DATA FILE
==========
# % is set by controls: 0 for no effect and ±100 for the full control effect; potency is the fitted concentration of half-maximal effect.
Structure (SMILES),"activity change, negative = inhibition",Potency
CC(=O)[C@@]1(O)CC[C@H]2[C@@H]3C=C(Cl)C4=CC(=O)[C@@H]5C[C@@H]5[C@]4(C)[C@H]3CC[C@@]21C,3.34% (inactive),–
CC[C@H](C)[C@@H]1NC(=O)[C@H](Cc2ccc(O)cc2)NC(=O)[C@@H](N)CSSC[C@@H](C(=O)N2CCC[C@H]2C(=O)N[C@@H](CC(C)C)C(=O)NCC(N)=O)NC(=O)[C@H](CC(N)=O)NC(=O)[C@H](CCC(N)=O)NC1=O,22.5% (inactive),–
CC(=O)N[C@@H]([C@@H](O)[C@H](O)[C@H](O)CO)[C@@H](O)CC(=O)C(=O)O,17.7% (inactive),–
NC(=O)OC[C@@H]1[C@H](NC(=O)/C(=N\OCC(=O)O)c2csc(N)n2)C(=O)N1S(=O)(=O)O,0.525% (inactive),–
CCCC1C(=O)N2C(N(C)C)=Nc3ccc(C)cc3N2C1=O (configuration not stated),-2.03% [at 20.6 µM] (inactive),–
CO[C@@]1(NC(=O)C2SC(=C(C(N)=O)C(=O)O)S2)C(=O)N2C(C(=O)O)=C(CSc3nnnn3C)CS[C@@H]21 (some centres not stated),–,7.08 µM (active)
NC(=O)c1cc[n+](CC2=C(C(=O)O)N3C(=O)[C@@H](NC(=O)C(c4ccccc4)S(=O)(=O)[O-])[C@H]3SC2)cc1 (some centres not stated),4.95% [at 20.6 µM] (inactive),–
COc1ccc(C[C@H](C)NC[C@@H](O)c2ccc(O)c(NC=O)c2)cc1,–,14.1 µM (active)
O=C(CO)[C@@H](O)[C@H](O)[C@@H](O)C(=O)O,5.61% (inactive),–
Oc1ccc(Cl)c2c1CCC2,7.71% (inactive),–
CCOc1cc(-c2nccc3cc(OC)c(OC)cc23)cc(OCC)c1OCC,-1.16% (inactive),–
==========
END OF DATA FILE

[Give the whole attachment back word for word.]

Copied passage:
# % is set by controls: 0 for no effect and ±100 for the full control effect; potency is the fitted concentration of half-maximal effect.
Structure (SMILES),"activity change, negative = inhibition",Potency
CC(=O)[C@@]1(O)CC[C@H]2[C@@H]3C=C(Cl)C4=CC(=O)[C@@H]5C[C@@H]5[C@]4(C)[C@H]3CC[C@@]21C,3.34% (inactive),–
CC[C@H](C)[C@@H]1NC(=O)[C@H](Cc2ccc(O)cc2)NC(=O)[C@@H](N)CSSC[C@@H](C(=O)N2CCC[C@H]2C(=O)N[C@@H](CC(C)C)C(=O)NCC(N)=O)NC(=O)[C@H](CC(N)=O)NC(=O)[C@H](CCC(N)=O)NC1=O,22.5% (inactive),–
CC(=O)N[C@@H]([C@@H](O)[C@H](O)[C@H](O)CO)[C@@H](O)CC(=O)C(=O)O,17.7% (inactive),–
NC(=O)OC[C@@H]1[C@H](NC(=O)/C(=N\OCC(=O)O)c2csc(N)n2)C(=O)N1S(=O)(=O)O,0.525% (inactive),–
CCCC1C(=O)N2C(N(C)C)=Nc3ccc(C)cc3N2C1=O (configuration not stated),-2.03% [at 20.6 µM] (inactive),–
CO[C@@]1(NC(=O)C2SC(=C(C(N)=O)C(=O)O)S2)C(=O)N2C(C(=O)O)=C(CSc3nnnn3C)CS[C@@H]21 (some centres not stated),–,7.08 µM (active)
NC(=O)c1cc[n+](CC2=C(C(=O)O)N3C(=O)[C@@H](NC(=O)C(c4ccccc4)S(=O)(=O)[O-])[C@H]3SC2)cc1 (some centres not stated),4.95% [at 20.6 µM] (inactive),–
COc1ccc(C[C@H](C)NC[C@@H](O)c2ccc(O)c(NC=O)c2)cc1,–,14.1 µM (active)
O=C(CO)[C@@H](O)[C@H](O)[C@@H](O)C(=O)O,5.61% (inactive),–
Oc1ccc(Cl)c2c1CCC2,7.71% (inactive),–
CCOc1cc(-c2nccc3cc(OC)c(OC)cc23)cc(OCC)c1OCC,-1.16% (inactive),–